You also can try “time-ins,” which are short periods when you leave your child alone (as opposed to time-outs). Please stop what you’re doing as soon as your child starts to yell and tell him to be quiet for a while.

It’s fine to put your arm around him or take his hand. Talk about it a little after you’ve had time to think about what happened and how he might have handled his anger better. When he learns this, he should be capable of comprehending and recognizing his feelings and thinking of other ways to show them.

He should also take steps away from people and situations that make him angry until he can think of something better to do than punch them. Reading books about anger with your child can help him deal with it.

Reward the right things.

Ensure you don’t only notice your child when she’s doing something wrong. Try to note when she begs for a turn rather than taking the tablet away or when she hands over her swing to another child waiting.

The greatest part you can do for her is to show her that it’s better to control herself and figure out how to solve problems than to push or hit other kids. Keep a specific calendar on the fridge or Helen’s bedroom bulletin board. When she keeps her cool, please give her a colorful sticker as a reward and tell her you’re proud of her.

Instill accountability.

As a parent, you must assist your baby in cleaning up after their anger breaks or make a mess of someone else’s things. He can use his skills to fix a broken toy or tidy up the mess he helps make when he’s mad. Don’t think of this as being bad.

Instead, believe it is the natural result of an aggressive act, which anyone would be obligated to do if they broke something. Your child must know that when he does something wrong, he should say, I’m sorry. Ensure he knows that, even if you must help him say it. When he says he’s sorry, it seems he’s not sorry. But you’ll learn the lesson in the end.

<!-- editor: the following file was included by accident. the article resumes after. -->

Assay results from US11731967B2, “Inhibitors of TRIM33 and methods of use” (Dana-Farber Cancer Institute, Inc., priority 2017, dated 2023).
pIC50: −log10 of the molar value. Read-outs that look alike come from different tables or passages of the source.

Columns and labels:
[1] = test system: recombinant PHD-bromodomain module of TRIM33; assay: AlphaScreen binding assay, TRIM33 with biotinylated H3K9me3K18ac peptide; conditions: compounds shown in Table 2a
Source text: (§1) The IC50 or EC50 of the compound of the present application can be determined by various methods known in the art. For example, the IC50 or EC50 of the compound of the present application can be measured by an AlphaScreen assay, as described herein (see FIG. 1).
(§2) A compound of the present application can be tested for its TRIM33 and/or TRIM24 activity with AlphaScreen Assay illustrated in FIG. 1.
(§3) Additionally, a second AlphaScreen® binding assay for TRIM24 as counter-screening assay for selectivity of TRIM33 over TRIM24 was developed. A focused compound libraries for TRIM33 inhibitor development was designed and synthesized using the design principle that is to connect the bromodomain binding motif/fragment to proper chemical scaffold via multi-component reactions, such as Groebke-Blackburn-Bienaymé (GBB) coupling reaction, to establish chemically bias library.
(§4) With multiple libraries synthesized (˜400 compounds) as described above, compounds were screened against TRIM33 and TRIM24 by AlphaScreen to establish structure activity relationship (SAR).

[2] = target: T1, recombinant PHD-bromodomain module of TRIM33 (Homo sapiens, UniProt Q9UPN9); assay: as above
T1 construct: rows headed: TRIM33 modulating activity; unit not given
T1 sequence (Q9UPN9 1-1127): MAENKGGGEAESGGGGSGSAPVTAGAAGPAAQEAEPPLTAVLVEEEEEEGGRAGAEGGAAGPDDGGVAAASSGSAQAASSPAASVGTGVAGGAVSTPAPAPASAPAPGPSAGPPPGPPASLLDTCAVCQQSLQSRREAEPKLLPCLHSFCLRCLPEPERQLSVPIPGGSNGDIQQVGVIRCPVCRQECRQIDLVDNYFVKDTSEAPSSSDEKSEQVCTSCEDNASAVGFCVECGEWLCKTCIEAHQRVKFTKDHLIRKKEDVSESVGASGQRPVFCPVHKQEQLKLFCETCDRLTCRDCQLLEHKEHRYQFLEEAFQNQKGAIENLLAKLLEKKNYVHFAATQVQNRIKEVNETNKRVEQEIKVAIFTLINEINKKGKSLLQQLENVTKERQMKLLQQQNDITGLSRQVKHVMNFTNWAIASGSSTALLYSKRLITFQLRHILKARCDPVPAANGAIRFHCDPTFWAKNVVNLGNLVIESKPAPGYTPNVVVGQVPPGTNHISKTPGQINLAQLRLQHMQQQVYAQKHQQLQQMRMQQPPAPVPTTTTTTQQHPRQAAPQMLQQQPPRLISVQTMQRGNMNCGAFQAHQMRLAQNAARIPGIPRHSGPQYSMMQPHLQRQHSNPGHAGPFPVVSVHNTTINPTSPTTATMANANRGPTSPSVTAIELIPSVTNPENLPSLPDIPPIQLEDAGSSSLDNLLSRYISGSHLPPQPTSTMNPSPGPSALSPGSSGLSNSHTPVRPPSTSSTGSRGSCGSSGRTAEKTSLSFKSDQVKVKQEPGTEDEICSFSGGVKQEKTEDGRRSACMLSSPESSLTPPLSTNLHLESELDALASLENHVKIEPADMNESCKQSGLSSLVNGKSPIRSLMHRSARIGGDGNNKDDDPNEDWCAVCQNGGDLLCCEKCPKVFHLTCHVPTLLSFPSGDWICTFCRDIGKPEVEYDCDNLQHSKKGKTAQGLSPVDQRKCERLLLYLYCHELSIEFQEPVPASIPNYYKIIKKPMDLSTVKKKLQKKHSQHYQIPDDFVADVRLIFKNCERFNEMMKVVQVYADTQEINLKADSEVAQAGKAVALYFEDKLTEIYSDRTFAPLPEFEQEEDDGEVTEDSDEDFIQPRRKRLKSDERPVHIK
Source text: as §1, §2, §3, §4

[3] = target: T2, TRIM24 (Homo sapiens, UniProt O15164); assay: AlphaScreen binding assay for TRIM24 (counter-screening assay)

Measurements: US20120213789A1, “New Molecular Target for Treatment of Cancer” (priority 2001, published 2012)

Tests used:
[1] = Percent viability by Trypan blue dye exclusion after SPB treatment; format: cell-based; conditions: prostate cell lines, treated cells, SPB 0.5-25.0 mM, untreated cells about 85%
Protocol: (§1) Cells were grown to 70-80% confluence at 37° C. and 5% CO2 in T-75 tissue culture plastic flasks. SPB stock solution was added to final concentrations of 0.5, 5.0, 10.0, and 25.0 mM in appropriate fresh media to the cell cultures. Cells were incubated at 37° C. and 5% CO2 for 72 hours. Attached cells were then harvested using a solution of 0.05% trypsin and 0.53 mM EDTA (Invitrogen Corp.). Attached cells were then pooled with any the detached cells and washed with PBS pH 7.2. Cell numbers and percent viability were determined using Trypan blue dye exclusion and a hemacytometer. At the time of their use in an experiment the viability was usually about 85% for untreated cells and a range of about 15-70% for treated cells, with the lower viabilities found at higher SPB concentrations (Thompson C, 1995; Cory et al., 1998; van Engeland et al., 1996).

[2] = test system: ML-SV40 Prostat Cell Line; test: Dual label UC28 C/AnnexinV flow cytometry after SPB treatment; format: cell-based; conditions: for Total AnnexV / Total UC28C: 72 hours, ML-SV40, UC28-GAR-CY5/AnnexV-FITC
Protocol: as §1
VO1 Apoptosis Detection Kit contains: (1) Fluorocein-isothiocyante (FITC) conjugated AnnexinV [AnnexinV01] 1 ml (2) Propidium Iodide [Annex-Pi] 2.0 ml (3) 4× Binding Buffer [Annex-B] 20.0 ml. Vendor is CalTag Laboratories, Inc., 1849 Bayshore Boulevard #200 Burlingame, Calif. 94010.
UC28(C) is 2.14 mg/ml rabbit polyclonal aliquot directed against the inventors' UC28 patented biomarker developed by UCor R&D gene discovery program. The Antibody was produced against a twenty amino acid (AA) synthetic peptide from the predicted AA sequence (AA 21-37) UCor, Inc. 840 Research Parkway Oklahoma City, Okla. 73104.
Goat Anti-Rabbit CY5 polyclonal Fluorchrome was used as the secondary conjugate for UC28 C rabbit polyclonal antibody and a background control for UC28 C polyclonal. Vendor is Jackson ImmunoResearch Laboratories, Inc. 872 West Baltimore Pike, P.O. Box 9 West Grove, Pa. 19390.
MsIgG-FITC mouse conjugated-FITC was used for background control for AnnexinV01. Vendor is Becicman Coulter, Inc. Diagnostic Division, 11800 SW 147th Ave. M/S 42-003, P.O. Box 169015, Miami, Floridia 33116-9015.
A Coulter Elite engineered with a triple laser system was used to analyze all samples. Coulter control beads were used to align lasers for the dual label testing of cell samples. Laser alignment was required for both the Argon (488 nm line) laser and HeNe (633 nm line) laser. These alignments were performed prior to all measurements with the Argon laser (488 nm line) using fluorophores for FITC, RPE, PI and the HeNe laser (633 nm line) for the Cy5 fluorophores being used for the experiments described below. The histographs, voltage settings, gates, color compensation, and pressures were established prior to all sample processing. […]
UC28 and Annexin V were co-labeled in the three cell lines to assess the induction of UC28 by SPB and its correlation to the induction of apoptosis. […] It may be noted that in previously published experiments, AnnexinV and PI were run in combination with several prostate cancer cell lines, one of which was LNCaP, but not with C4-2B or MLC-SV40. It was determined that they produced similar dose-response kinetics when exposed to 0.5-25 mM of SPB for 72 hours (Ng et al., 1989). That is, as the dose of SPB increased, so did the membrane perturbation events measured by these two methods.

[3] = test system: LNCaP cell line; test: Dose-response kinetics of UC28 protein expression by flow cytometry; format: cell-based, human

Watch how much time you spend looking at a screen.

In cartoons and other media for kids, there is a lot of shouting, threatening, pushing, and hitting. Try to do screen time together to ensure your child doesn’t watch or play too many shows or video games. This is especially important if your child gets angry easily.

Parents need to pick mainstream press for their kids that is good and right for their age, and they should only let them use screens for an hour a day. The group also wants parents to observe their kids and talk about what they see.

Obtain help if you need it.

Some kids have more trouble with being mean than others. Talk to your child’s doctor if their behavior happens a lot or is very bad, especially if it gets in the way of school or other planned activities. If it leads to physically hurting kids or adults, a child psychologist or psychiatrist may be required if you and the other person cannot determine what is happening and what should be done about it.

The anger and frustration could be caused by undiagnosed training, behavior disorder, or problems in the family or others. No matter what makes your child aggressive, a counselor can help them work through the feelings that cause their anger and develop strategies for managing them in the future.